differ from one’s own
f. allowance by government
g. acceptance, to accept
h. ability to cope with
i. to be patient
j. ability to understand
k. to have a physical power
WHAT TOLERANCE MEANS TO ME
As an exercise to follow the discussion plan we can combine critical and creative thinking skills by asking
students to write a paragraph on What Tolerance Means to Me. Here are some examples that may be used as
prompts for this exercise:
1. Tolerance is the wonderful ability to accept others regardless of their physical, mental or emotional
differences. Tolerance is named Mom. My mom can take care of children, cook, clean, and be the perfect
grandmother. It makes no difference how active or inactive the children are. Her love for them and her own
children allows her to tolerate many imperfections. Mom is tolerance.
II. Tolerance means being able to adjust and accept many of life’s unpleasant things. I find that my
tolerance level is good when it comes to dealing with my classmates. I can tolerate certain behaviors when I
know my classmate has no control, like when my classmate, Sally, has an epileptic seizure. But when Billy puts
his gum under the desk, he could control himself better, so I don’t tolerate that. Being able to tolerate other
people in certain situations is something I feel is a strength, and will make life less stressful.
III. Tolerance is Star Trek. One reason Star Trek is so popular is that it gives us a vision of a happier future.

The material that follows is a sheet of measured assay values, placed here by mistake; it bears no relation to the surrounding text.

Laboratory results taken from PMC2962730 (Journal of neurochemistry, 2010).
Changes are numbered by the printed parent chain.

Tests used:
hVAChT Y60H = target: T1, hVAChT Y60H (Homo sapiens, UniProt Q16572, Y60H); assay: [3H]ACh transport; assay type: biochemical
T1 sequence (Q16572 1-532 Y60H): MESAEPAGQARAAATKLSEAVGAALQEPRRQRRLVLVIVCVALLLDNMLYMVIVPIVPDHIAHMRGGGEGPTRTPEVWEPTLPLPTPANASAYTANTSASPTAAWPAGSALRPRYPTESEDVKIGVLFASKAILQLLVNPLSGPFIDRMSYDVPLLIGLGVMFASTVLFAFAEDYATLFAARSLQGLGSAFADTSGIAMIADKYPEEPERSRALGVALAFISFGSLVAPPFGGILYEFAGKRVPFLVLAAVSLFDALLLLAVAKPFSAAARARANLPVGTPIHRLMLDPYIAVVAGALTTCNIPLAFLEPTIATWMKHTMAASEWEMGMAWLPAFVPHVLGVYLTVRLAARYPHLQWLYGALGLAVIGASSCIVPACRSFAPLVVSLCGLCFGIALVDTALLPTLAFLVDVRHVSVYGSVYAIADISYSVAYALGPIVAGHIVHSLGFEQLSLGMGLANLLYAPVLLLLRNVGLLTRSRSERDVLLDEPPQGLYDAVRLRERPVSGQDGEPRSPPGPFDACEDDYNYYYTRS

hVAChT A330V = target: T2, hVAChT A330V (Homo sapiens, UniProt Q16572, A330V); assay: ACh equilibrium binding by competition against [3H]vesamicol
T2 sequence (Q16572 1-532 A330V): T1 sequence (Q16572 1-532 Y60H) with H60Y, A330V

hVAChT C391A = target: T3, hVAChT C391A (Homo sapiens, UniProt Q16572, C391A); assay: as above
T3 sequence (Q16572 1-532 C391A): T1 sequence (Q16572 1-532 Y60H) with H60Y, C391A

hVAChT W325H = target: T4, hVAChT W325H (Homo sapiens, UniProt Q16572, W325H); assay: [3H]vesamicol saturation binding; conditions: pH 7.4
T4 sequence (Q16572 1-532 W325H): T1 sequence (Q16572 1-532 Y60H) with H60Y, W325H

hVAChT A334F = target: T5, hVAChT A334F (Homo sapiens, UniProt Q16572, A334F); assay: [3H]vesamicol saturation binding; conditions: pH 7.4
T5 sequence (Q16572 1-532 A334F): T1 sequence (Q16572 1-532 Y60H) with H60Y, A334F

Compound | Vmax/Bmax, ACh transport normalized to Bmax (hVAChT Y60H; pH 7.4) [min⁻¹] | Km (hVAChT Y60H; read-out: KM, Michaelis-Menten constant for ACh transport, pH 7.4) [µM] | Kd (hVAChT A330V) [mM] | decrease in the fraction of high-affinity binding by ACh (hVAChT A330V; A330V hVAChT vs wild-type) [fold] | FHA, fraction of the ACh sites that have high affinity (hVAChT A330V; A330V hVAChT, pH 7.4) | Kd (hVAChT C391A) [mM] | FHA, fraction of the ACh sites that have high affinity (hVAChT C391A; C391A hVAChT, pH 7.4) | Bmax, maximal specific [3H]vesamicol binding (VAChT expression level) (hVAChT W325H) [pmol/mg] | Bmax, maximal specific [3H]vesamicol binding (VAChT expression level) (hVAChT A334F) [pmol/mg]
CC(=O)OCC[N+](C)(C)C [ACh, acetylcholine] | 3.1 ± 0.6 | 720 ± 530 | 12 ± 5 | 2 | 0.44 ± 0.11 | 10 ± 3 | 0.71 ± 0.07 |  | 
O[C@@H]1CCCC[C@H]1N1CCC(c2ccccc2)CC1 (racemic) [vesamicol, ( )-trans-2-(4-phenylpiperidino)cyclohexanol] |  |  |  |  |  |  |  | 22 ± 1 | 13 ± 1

They still have their problems, but most of the life forms in Star Trek are happier than us because they are more
tolerant than us. The various races, species, beliefs, customs, rituals, etc. are tolerated; and mostly they manage
to be tolerant. This means that they don’t have the sorts of unhappy conflicts that we seem to have all the
time: Hutus and Tutsies; Jews, Muslims, Christians, Hindus; Croats and Serbs; various races; and so on. The
tolerance on Star Trek seems to have a lot to do with respecting others, but I’ve noticed also that it has to do
with not trying to “convert” others. The life forms leave each other at peace in that way too. In fact, conflict
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and suffering only seem to come in where one group tries to convert or conquer another. I wonder if Star Trek
is a vision of our future.
IV. Tolerance is a word I wish more people had in their vocabularies. The world would be a happier place
if everyone were more tolerant of each other. Historical events would have had happier outcomes. Countries
and cultures would have been redefined. If history had been more tolerant, wouldn’t the world be a better
place in which to live? If Christians, Jews, and Muslims had been more tolerant, think of all the death and
suffering that would not have happened. Think what could happen now.
Our approach is first to use the analytical discussion plan on uses and senses to broaden students’
conceptions of tolerance and to develop their abilities to give and distinguish meanings, and then to move to
writing. By following through with the rewriting of multiple drafts, students can develop both thinking skills
and writing skills.
Lipman, Matthew, “Philosophical Discussion Plans and Exercises,” Analytic Teaching.
Address correspondence to:
Don Fawkes, Ph.D.
Associate Professor & Coordinator for Critical Thinking
James Madison University
Harrisonburg, VA 22807